Letters to the Editor – October 2012

Letters to the Editor - Vitality MagazineGluten Can Cause Both Physical and Mental Illness

“If God made it, it’s good; if man made it, it’s poison,” said my friend Ildiko, chemist/clairvoyant/healer. And so it seems. I was quite comfortable with Susannah Kent’s review of the book Wheat Belly (July/August 2012) referring to the link between (over-hybrid­ization of) wheat and heart disease, diabetes, obesity, Crohn’s, colitis, arthritis, osteoporosis, etc. I cringed, however, when I read Jeffrey Smith’s GMO feature. We are the human clinical trial.

I first started spreading the anti-gluten word when I was a patient of Dr. Carolyn Dean’s more than 25 years ago. A work-related chemical exposure left me immuno-compromised with joint stiffness and muscle pain. Dr. Dean routinely took her patients off wheat and sugar to remove as much immune system burden as possible. She assured us that we could maintain/ gain weight and get enough fibre from eating vegetables. Most got well. I got rid of my atypical arthritis and my muscle pain.

Here are some anecdotes about friends who recently went gluten-free: 1) Megan, a web-whiz in her mid-20s, lost 25 pounds and her double chin in one month. Her eyes sparkle. 2) Erin, a stylist in her mid-20s, didn’t lose weight, but her nightmares stopped. She’s now radiant.

Here are some anecdotes about acquaintances with gluten-related tragedies: 1) J. died in her late 80s following a diagnosis of ALS. She’d been complaining of major digestive problems for her entire life. Her doctors had never checked her for celiac disease. 2) V. is a retired architect in his late 80s who has spinal stenosis and is wasting away. He’s on a dozen drugs. His doctors have convinced him it’s part of aging. They haven’t bothered to test him for celiac disease.

Here’s what celebrity pharmacist Suzy Cohen says about gluten: “Cereal can make you crazy! Wheat is a grain that contains ‘exorphins’ which act similarly to morphine (opioids). The psychoactive nature of these exorphins occurs because the grain is not completely digested, and in some people (esp. those with leaky gut) it travels through the blood and into the brain. This explains why some people have psychiatric problems despite medication use. You have to remove the antigen (wheat in this case). If you have psychiatric or neurological complaints, I would avoid gluten-containing foods, and preferably all grains. What have you got to lose? Your mind!”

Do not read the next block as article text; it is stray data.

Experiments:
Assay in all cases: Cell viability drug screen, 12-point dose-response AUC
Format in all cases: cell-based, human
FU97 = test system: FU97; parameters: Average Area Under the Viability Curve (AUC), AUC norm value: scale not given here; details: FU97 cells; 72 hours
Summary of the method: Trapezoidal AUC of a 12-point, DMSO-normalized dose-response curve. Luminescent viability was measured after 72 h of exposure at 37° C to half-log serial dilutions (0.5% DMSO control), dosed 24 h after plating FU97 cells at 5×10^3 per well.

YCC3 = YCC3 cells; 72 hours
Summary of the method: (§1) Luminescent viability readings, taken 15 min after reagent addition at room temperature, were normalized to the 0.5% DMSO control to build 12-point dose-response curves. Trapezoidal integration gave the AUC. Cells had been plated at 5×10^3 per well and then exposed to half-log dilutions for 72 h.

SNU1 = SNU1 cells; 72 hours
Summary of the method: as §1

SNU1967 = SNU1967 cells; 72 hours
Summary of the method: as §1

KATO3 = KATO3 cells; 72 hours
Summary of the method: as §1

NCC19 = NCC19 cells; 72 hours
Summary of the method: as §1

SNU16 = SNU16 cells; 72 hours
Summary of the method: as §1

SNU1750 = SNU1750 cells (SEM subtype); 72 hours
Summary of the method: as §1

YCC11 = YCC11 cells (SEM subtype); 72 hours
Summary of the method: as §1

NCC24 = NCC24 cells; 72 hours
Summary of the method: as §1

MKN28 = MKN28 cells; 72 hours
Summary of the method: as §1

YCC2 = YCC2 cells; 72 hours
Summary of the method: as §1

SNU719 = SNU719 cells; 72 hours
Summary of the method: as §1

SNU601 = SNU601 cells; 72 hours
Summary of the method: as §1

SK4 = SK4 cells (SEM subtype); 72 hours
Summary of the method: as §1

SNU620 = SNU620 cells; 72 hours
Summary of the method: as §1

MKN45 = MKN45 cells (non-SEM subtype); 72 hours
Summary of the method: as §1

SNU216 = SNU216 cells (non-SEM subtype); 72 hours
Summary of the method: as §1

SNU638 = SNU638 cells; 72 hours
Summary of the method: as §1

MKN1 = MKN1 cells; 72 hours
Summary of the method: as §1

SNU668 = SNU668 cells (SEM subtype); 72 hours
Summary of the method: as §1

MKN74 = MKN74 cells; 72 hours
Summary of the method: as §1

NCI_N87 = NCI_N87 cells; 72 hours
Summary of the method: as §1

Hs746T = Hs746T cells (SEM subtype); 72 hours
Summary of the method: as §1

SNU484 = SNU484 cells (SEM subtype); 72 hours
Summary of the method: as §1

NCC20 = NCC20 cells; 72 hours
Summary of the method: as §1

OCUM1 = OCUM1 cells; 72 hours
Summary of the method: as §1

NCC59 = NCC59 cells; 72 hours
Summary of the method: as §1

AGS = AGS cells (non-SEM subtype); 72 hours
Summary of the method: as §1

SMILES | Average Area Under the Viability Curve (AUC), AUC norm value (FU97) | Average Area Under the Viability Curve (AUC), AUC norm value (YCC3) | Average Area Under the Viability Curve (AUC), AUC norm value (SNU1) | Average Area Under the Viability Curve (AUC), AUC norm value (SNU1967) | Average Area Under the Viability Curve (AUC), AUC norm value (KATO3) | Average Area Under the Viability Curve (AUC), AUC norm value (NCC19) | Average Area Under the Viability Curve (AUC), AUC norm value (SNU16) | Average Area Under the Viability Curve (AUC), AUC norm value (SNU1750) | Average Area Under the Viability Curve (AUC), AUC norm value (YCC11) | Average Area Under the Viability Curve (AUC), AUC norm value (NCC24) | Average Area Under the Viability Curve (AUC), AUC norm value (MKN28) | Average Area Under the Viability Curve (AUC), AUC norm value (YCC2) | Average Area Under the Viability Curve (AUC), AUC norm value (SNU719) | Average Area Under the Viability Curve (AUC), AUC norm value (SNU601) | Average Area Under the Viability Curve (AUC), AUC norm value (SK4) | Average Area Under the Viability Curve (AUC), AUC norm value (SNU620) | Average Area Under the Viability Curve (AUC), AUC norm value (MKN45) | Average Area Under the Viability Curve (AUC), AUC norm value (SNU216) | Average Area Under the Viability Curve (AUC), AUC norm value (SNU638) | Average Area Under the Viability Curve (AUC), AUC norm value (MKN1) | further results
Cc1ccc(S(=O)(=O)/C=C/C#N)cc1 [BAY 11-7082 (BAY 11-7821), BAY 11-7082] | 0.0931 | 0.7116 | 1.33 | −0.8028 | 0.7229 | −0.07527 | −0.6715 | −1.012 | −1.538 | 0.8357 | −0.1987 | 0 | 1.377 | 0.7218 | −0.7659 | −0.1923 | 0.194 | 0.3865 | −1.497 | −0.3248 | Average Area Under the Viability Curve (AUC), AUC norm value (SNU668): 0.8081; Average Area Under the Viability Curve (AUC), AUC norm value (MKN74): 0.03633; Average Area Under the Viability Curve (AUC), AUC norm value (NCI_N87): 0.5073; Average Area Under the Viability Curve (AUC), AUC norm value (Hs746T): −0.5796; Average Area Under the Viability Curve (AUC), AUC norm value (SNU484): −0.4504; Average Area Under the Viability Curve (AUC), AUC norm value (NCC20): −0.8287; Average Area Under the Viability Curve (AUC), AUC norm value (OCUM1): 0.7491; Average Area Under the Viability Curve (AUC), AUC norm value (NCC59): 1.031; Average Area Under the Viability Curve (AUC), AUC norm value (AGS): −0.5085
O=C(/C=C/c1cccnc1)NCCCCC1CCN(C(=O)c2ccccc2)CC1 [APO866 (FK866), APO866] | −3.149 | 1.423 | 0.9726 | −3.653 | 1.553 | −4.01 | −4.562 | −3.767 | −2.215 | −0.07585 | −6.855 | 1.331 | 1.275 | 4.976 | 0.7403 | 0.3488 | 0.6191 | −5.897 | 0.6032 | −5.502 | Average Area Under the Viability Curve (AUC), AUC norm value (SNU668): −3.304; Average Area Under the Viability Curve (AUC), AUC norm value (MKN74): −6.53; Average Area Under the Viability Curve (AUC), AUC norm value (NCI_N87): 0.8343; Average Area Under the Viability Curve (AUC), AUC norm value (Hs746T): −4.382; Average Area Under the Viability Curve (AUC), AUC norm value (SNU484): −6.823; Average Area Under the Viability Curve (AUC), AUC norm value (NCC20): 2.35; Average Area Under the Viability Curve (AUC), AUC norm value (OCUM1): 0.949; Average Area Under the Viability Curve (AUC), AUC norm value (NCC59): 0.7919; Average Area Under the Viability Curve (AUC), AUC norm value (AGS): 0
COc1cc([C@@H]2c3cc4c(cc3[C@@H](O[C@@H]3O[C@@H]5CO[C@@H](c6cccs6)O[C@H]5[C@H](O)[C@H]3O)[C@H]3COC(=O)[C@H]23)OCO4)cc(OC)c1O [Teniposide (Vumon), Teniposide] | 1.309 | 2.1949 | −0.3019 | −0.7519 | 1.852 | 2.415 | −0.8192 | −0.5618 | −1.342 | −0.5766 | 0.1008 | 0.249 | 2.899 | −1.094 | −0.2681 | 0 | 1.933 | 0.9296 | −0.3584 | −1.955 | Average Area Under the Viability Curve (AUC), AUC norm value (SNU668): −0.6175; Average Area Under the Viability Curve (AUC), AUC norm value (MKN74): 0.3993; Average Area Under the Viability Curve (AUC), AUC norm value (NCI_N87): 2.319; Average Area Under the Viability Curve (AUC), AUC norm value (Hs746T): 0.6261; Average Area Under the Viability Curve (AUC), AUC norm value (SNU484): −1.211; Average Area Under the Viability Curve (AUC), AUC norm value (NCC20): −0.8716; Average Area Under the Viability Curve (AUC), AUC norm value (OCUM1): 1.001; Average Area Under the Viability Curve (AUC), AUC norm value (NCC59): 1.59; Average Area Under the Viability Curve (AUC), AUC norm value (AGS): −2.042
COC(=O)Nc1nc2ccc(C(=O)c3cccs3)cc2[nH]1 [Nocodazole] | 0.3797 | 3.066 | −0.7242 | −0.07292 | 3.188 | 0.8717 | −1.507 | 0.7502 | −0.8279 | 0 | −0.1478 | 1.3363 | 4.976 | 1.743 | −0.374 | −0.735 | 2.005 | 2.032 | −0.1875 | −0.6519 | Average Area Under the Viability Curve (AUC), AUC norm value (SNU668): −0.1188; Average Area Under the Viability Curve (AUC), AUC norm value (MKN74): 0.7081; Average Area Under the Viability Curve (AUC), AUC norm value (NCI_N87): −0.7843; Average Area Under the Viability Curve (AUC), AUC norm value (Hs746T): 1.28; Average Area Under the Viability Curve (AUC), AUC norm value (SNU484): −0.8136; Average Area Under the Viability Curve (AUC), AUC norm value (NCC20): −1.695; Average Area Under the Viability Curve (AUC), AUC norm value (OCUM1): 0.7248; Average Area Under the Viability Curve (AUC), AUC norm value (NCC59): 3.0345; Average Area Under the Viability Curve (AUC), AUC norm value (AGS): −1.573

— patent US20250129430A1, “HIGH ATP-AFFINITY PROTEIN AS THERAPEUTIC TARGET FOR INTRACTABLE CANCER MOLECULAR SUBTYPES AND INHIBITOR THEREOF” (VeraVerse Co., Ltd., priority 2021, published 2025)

“One the most terrifying symptoms of wheat intolerance (gluten) is that it can actually damage the brain and mimic Alzheimer’s deterioration. Interestingly, this can happen without any gut symptoms. Gluten is being suspected of playing a role in some of our neurological disorders. You may not like hearing it, but it does not change the fact that gluten is creating havoc with many people. This is only going to get bigger. The worst part is that many of the symptoms you may experience never will point to the real gut issue you may have.”

Cohen is right – you may not like hearing it and it is only going to get bigger. Read Wheat Belly, look at https://www.wheatbellyblog.com, and make sure your physician is gluten-savvy.

P.S. Several of the American Olympic medal winners are gluten-free.

Maie Liiv, Toronto

Bioidentical Identification Numbers

People have a right to have medications formulated with bioidenticals. Currently we have DINs (Drug Identification Number) for pharmaceutical drugs, but these numbers do not reflect bioidenticals. Therefore, we should have Bioidentical Identification Numbers to represent natural medications. At present, we do not have such a system in Canada. How can this system be set up, and who could regulate it?

John D. Scott, Fergus, ON

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